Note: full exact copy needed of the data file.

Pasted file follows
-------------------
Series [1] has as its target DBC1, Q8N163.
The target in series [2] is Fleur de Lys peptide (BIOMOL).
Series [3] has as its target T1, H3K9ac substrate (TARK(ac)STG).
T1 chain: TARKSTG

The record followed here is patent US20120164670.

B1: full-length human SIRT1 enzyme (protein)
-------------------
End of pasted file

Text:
Series [1] has as its target DBC1, Q8N163.
The target in series [2] is Fleur de Lys peptide (BIOMOL).
Series [3] has as its target T1, H3K9ac substrate (TARK(ac)STG).
T1 chain: TARKSTG

The record followed here is patent US20120164670.

B1: full-length human SIRT1 enzyme (protein)